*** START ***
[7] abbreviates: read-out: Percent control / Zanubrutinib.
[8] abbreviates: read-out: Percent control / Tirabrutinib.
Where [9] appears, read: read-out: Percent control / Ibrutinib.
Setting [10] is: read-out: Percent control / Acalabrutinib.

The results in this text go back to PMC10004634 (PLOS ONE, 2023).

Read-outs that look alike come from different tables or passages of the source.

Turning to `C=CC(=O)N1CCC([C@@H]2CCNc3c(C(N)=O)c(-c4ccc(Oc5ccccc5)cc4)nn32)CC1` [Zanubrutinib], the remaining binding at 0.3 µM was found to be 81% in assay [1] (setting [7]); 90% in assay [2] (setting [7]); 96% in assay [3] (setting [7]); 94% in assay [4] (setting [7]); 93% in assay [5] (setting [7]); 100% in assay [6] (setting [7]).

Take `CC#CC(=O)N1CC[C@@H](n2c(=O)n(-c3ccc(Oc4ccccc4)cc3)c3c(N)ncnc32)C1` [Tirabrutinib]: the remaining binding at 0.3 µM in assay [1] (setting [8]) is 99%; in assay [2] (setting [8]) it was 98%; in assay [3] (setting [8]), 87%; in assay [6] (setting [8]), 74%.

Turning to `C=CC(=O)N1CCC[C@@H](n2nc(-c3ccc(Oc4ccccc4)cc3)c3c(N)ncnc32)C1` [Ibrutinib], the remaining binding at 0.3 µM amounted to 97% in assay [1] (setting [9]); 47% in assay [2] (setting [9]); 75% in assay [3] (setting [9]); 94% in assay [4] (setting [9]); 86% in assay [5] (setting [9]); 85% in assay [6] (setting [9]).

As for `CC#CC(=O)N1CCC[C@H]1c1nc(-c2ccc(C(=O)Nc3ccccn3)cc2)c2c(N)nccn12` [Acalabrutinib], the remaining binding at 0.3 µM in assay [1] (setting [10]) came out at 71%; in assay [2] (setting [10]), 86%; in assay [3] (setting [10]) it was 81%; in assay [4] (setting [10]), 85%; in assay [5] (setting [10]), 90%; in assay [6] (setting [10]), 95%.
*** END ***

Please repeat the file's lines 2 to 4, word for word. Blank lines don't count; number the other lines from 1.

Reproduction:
[8] abbreviates: read-out: Percent control / Tirabrutinib.
Where [9] appears, read: read-out: Percent control / Ibrutinib.
Setting [10] is: read-out: Percent control / Acalabrutinib.